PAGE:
A Landing a Day

Just another WordPress.com weblog

Mosinee, Wisconsin

Posted by graywacke on December 23, 2014

First timer?  In this formerly once-a-day blog (and now more-or-less a once or twice a week blog), I have my computer select a random latitude and longitude that puts me somewhere in the continental United States (the lower 48).  I call this “landing.”  I keep track of the watersheds I land in, as well as the town I land near.  I do some internet research to hopefully find something of interest about my landing location.  To find out more about A Landing A Day (like who “Dan” is and what the various numbers and abbreviations mean in the first paragraph), please see “About Landing,” (and “Abbreviations” and “Cryptic Numbers”) above.

 Landing number 2142; A Landing A Day blog post number 570.

 Dan:  Give me a break.  Yet another OSer (making it 10 of my last 12), thanks to this landing in . . . WI; 42/39; 2/10; 8; 148.5.  Here’s my regional landing map:

 landing 1

And my local landing map:

 landing 2

You can see most of my watershed analysis on the above map.  The Big Eau Pleine Reservoir is the dammed-up Big Eau Pleine River (first hit!); on to the Lake Dubay, a reservoir on the Wisconsin River (11th hit).  By the way, “eau pleine” literally means “full water” in French.  But a French phrase translator suggests “open water.”

Anyway, stepping back a little:

 landing 3

The Wisconsin makes its way to the MM (842nd hit).

Here’s my Google Earth (GE) voyage from space:


This is a GE shot that shows nearby Street View coverage (the blue line):

 GE showing sv location 1

And here’s the Street View shot from the vantage point of the dude sitting on the blue line:

 GE SV landing

Similarly, another GE shot:

 GE showing sv location 2

And similarly, the Street View shot looking across the lake:

 GE SV landing from the lake

Of course, the first thing I did in regard to Mosinee was check on the pronunciation.  Here you go:


The second thing I did was to check out the Wiki entry for Mosinee, and son of a gun if I didn’t see something interesting:

Mock Communist Invasion

On May 1, 1950, local residents acting as Communist invaders seized control of Mosinee.

The action was a part of an elaborate pageant organized by the Wisconsin Department of the American Legion. The “Communists” dragged Mayor Ralph E. Kronenwetter and Police Chief Carl Gewiss out of their beds. Mayor Kronenwetter surrendered at 10:15 AM in the town’s new “Red Square” with a pistol to his back. The police chief was reported to have resisted and was “liquidated”.

Roadblocks were set up around Mosinee, the library was “purged”, prices of goods were inflated for the duration of the coup, and local restaurants served Russian black bread and potato soup for lunch.

Here are some additional angles, from the October 2010 issue of the Organization of American Historians Magazine of History:

It was six o’clock in the morning on May 1, 1950. In Mosinee, Wisconsin, a small Marathon County papermill town, Mayor Ralph Kronenwetter was still in his pajamas. Suddenly, outside of his house, a man shouted, “Come out with your hands on your head.” Five armed guards stormed inside. They grabbed the mayor, paraded him out the door, and informed him that the Council of People’s Commissars had taken over the town. The communist invasion of Mosinee had begun, and the invaders declared that Mosinee was now part of the United Soviet States of America.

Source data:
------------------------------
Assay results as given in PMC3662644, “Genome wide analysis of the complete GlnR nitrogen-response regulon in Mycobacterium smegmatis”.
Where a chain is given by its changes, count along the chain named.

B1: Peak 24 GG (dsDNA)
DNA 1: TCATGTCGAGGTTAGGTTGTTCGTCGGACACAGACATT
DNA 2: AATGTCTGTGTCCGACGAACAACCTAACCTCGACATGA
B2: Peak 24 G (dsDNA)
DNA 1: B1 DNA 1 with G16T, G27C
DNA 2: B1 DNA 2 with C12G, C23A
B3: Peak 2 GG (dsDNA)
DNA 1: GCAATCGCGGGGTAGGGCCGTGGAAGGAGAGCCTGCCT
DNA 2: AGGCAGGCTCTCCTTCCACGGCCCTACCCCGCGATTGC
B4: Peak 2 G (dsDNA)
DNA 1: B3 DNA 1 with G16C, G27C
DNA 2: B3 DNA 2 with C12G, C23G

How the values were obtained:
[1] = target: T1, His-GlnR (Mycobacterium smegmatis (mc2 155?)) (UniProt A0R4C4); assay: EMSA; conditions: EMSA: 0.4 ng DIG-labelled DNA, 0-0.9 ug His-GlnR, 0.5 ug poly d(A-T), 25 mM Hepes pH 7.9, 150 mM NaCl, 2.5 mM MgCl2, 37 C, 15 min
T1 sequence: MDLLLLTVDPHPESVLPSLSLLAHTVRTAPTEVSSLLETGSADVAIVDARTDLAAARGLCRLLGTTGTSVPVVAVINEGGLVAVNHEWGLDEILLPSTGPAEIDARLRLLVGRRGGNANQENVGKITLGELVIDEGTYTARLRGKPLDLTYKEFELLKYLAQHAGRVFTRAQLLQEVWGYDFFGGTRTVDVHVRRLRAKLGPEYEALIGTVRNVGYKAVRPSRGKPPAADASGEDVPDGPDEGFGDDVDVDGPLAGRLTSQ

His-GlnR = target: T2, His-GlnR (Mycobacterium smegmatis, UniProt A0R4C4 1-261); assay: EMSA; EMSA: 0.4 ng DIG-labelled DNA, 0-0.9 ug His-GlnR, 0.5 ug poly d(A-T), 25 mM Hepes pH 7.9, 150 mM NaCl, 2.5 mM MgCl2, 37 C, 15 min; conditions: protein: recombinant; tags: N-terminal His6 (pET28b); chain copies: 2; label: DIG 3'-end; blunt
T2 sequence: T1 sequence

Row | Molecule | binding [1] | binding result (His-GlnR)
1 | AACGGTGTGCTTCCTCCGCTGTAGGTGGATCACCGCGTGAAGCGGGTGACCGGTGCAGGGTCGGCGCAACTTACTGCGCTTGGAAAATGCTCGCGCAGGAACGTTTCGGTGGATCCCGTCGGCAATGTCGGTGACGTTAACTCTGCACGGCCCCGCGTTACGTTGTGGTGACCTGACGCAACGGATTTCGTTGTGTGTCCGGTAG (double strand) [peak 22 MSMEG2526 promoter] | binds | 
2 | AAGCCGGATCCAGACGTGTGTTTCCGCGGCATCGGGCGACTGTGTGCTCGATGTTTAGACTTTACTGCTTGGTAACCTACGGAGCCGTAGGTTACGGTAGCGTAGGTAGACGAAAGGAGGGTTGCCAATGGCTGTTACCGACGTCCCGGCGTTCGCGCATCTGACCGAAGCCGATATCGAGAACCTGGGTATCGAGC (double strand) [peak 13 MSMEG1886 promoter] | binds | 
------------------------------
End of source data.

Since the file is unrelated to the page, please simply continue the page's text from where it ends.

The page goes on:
It ended the next day. The brainchild of state and national leaders of the American Legion, the two-day mock communist takeover of Mosinee aimed to teach Americans the horrors of communist rule. The Legion selected May 1 to coincide with International Workers’ Day, traditionally celebrated by the communist movement worldwide.

The attack also came at a propitious time in the early Cold War. In August 1949, the Soviet Union had successfully tested an atomic bomb. Two months later, Mao Tse-Tung’s People’s Liberation Army triumphed in China. In February 1950, less than three months before Mosinee’s D-Day, Wisconsin’s own Senator Joseph McCarthy broke onto the national scene, warning of communists in the U.S. State Department.

The Legion’s timing and the invasion’s novelty combined to generate fantastic media coverage. Television networks, newsreel companies, wire services, Life magazine, Readers’ Digest, and even the Soviet TASS news agency sent reporters.

 Check out this newspaper coverage!


MOSINEE, (Wisconsin), April 30, 1950

(AAP).-Real Communists moved into this small town to-day to disrupt plans for staging a mock Communist invasion to-morrow. Under cover of darkness they left highly critical handbills, and copies of the “Daily Worker” at every home and business place.

However, town officials said that no propaganda would prevent the 1400 citizens from coming under the heel of the “People’s Government” For one day only they would be shown that life under Communism was no bed of roses.  Ex-servicemen acting as revolutionists would strike at dawn, seize public utilities, take over schools, padlock churches and strip residents of their individual freedoms.